I need to convert 220V 60HZ to 220/230V 50hz for use in a consumer Super Automatic Espresso Coffee machine, 1,400 watts. I assume running it at 50Hz is possible, it's an expensive machine so wish to be safe and run it at 50Hz. There are grinders, gears and boilers in the machine. The manufacture in Italy is no help at all.

The electrical Label on the machine is 230V 50Hz 1,400 watts no mention of 60Hz.

I am not able to build and would like to buy a converter. Can anyone recommend a source, I can only find industrial units on the web.

thank you!


  • Just leaving as a comment because there are a few more variables than I would be comfortable with. If this is an expensive machine you can purchase a variable frequency drive. I have done this to convert single phase to 3 phase but there are single phase to single phase models the drive takes the 240v 60hz and you set the output to 50hz at your desired voltage. This will cost several hundred $ but then your motors and heating elements would have the proper frequency / voltage and may well be worth it. I use yaskawa brand drives because of a low cost high quality product. – Ed Beal Jan 24 at 18:38
  • I checked Alibaba and e-Bay for VFD and it's given me a huge headache Ed!Many are reasonable price USD $100 but they are so complicated and I don't understand the technicals. I don't need motor control, breaking or variable just 60Hz input to 50Hz output no messing around. Can these device be "set and forget" to change just the frequency for a coffee maker? Thanks for the help! – user96151 Jan 25 at 12:45

I believe what you want is an online sinewave UPS built for the European market. That will input don't care Hz power and output 50Hz power at all times.

We're not a shop-for-you site, so you'd have to go elsewhere for advice on which one.

The important features are

  • Online, which is a specific subtype of UPS, indicating output is inverter-driven at all times, using all-the-time double conversion, and it never bypasses and serves line power directly.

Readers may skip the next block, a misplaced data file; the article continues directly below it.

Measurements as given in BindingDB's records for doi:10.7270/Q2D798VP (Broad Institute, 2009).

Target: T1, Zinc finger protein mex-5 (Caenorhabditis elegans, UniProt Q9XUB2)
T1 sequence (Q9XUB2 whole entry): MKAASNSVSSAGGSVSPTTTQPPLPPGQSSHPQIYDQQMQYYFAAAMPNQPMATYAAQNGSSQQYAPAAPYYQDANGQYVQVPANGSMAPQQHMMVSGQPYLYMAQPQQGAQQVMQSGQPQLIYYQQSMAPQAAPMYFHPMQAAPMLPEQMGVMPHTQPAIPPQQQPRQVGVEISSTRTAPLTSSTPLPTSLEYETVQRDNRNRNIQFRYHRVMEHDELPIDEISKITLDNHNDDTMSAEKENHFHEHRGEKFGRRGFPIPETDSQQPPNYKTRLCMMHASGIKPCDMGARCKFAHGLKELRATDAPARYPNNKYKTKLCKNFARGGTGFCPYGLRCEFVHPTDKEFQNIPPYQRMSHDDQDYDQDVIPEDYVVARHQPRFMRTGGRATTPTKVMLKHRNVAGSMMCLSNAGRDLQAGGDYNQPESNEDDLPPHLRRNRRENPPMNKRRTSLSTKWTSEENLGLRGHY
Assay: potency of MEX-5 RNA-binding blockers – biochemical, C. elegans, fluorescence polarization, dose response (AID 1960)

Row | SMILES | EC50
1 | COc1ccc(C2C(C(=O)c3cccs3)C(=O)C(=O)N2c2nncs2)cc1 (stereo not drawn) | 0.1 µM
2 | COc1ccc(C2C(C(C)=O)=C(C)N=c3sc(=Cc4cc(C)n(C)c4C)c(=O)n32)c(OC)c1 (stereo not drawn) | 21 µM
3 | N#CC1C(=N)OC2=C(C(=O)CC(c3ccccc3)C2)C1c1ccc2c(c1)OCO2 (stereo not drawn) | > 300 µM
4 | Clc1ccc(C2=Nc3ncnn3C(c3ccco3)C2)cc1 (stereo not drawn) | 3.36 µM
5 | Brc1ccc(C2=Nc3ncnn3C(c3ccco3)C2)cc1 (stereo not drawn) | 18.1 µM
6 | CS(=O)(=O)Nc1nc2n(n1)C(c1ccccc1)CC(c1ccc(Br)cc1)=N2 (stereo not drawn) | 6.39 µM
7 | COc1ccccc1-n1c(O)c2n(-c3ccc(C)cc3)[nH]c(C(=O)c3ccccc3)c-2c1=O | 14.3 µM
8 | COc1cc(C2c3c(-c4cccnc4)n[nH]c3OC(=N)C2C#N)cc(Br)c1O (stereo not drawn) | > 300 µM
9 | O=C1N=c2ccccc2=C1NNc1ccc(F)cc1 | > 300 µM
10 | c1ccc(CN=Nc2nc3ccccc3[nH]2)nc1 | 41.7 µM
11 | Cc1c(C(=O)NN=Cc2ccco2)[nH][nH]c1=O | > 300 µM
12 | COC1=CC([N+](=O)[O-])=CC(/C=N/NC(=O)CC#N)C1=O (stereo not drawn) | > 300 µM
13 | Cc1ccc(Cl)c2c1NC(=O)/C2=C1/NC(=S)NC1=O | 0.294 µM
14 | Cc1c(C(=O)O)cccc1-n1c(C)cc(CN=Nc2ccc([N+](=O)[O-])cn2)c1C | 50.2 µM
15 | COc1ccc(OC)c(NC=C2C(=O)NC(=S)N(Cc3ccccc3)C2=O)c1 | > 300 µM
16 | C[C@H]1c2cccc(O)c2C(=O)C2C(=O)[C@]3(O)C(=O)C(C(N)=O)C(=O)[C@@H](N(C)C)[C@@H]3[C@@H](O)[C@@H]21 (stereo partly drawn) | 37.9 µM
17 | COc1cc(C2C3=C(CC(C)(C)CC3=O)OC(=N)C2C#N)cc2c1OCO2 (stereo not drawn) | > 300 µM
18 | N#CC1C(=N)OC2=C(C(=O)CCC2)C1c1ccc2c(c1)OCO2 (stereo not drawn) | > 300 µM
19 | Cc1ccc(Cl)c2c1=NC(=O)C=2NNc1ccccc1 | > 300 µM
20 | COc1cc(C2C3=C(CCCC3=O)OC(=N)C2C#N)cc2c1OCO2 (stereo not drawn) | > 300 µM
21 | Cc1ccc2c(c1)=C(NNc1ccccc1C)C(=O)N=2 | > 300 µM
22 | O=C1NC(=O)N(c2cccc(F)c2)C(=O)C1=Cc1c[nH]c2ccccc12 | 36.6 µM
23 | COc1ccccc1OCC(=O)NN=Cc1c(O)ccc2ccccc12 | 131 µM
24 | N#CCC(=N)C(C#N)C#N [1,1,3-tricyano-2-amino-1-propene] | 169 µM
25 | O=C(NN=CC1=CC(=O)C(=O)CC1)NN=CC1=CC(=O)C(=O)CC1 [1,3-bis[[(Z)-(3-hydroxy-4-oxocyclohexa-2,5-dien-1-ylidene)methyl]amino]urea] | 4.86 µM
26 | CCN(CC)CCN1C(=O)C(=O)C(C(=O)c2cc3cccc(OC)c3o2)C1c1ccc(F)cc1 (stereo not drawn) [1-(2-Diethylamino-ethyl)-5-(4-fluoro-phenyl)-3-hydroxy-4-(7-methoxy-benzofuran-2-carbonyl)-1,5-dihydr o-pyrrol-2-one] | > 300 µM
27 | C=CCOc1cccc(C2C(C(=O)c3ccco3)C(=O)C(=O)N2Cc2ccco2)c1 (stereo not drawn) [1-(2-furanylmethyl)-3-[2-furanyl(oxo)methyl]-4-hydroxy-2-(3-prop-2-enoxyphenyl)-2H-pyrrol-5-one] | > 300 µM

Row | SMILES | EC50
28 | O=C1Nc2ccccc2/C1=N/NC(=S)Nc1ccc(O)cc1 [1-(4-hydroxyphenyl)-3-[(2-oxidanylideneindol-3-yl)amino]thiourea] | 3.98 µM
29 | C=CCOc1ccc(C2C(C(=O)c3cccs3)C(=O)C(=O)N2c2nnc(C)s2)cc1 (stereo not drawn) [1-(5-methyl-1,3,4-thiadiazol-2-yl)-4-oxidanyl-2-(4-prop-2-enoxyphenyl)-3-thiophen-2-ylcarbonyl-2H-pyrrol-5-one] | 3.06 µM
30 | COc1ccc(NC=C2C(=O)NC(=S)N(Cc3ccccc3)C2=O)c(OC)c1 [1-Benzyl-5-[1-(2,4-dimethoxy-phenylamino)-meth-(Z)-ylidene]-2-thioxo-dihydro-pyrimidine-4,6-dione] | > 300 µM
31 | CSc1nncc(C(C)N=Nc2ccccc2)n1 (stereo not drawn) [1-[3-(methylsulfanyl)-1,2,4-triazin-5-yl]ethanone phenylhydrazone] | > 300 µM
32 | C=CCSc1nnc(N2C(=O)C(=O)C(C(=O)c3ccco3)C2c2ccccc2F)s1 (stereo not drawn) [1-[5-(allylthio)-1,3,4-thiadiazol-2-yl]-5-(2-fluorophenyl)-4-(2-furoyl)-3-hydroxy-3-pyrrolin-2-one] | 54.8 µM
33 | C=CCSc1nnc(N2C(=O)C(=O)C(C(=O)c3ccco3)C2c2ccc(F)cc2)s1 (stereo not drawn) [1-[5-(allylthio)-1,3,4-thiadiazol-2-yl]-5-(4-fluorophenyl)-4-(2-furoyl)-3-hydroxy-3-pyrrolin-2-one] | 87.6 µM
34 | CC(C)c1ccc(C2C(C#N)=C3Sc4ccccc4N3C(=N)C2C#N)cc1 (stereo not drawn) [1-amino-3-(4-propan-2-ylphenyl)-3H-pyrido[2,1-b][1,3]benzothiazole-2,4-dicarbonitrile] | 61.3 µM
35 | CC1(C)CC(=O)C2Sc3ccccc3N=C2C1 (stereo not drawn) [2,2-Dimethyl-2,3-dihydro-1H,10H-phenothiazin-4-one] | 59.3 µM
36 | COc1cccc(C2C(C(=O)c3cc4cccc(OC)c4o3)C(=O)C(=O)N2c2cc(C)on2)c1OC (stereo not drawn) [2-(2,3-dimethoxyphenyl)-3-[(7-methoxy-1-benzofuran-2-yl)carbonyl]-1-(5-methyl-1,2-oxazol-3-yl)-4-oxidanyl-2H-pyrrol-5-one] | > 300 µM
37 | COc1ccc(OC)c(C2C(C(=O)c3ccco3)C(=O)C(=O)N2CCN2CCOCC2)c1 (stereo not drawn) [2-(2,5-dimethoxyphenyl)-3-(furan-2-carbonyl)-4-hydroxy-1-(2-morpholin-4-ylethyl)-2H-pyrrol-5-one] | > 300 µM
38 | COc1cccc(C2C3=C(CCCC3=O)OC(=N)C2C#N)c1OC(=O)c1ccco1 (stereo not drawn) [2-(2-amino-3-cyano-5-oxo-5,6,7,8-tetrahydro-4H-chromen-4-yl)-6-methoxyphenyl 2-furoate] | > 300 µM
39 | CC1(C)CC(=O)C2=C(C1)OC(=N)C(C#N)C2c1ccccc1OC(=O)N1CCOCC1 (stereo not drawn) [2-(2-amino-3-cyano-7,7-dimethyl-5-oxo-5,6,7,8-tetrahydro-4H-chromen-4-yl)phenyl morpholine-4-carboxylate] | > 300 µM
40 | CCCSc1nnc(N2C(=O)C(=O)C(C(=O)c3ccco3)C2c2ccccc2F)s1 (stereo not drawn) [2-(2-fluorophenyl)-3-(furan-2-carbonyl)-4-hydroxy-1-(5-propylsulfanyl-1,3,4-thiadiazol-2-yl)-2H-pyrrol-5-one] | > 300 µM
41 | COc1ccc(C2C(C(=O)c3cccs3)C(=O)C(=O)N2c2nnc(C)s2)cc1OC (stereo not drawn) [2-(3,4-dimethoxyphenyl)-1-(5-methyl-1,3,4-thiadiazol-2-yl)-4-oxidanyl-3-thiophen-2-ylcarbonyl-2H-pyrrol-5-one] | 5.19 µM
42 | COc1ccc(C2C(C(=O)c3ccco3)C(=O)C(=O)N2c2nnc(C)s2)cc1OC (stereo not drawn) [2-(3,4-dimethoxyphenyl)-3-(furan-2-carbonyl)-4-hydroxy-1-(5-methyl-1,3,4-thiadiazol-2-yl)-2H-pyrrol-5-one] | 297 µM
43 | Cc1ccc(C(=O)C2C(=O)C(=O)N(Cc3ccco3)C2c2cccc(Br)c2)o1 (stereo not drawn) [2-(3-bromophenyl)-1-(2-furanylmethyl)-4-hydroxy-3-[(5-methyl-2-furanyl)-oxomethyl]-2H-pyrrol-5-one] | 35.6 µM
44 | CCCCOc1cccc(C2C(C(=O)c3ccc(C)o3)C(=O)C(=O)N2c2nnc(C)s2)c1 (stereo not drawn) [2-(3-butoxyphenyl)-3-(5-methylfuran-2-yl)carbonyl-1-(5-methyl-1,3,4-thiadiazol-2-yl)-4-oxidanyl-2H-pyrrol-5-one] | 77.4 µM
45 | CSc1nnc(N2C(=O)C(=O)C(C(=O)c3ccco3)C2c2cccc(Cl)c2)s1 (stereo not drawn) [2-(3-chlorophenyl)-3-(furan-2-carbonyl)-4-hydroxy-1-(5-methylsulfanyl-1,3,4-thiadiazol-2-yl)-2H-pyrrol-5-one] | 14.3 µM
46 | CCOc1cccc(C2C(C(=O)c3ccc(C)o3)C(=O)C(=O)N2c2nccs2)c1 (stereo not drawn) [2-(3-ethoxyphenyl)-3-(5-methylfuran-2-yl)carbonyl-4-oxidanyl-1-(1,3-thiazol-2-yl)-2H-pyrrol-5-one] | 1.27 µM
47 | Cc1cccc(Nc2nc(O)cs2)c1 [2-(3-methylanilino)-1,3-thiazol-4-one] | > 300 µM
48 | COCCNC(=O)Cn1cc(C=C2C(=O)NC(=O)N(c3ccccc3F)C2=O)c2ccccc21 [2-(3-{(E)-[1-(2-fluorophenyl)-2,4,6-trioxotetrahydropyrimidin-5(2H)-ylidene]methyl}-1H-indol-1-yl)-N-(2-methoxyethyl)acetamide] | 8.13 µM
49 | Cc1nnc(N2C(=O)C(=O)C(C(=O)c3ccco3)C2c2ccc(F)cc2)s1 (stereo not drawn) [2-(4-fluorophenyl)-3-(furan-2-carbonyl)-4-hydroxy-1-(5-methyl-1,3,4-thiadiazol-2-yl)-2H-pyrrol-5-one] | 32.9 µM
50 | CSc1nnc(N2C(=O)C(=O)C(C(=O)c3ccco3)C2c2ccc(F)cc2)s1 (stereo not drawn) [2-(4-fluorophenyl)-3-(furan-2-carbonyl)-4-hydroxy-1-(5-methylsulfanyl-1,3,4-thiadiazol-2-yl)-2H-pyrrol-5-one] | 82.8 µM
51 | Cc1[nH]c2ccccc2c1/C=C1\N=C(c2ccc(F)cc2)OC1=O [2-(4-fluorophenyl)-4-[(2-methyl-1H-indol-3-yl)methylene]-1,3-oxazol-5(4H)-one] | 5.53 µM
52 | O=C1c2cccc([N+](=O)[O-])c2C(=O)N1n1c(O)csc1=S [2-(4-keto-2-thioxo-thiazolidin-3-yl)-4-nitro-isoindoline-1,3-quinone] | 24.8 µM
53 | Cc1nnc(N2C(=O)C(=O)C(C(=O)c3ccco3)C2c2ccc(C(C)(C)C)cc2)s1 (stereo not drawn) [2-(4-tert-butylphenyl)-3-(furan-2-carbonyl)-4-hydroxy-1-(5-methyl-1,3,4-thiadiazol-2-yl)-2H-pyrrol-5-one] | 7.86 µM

• Sinewave, to make the motors happy.
  • Output of 230V to satisfy your Eurogadget. The input voltage does not matter, so bonus points if you can find one rated for 120V-240V input, and the ability to input varying voltages strongly suggests it is a double conversion unit.
  • Listed by a Nationally Recognized Testing Laboratory. Most European testing labs are qualified bevause their standards are equivalent to ours. CE won't qualify, it is not a testing lab, it is only a promise from the manufacturer, is widely falsified, and effectively stands for Chinese Excrement.
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    I was thinking of something similar. But key question (since I've never tried this myself - always just 60 Hz for me): Will the UPS actually "get" power from the 60 Hz side (to then turn into 50 via AC-DC-AC)? Or will it look at 60 Hz coming in and say "I don't know what's coming in, but it isn't close enough to 50 Hz so I'm tossing it"? In any case, I suggest adding the key words double conversion somewhere in the answer. Without those words, it is easy to get fooled by the various terminologies that all amount to "nearly as good as a true online UPS" when in fact that is not the case. – manassehkatz Jan 24 at 20:36
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    @manassehkatz makes sense. – Harper Jan 24 at 21:02

Here is a link to help educate the effects of frequency on electrical items. http://www.50hz60hz.com/frequency-converter.html If I understand correctly, you are wishing to run a 50Hz device on 60Hz power. Provided the voltages are within range then you should be able to do it without problems.

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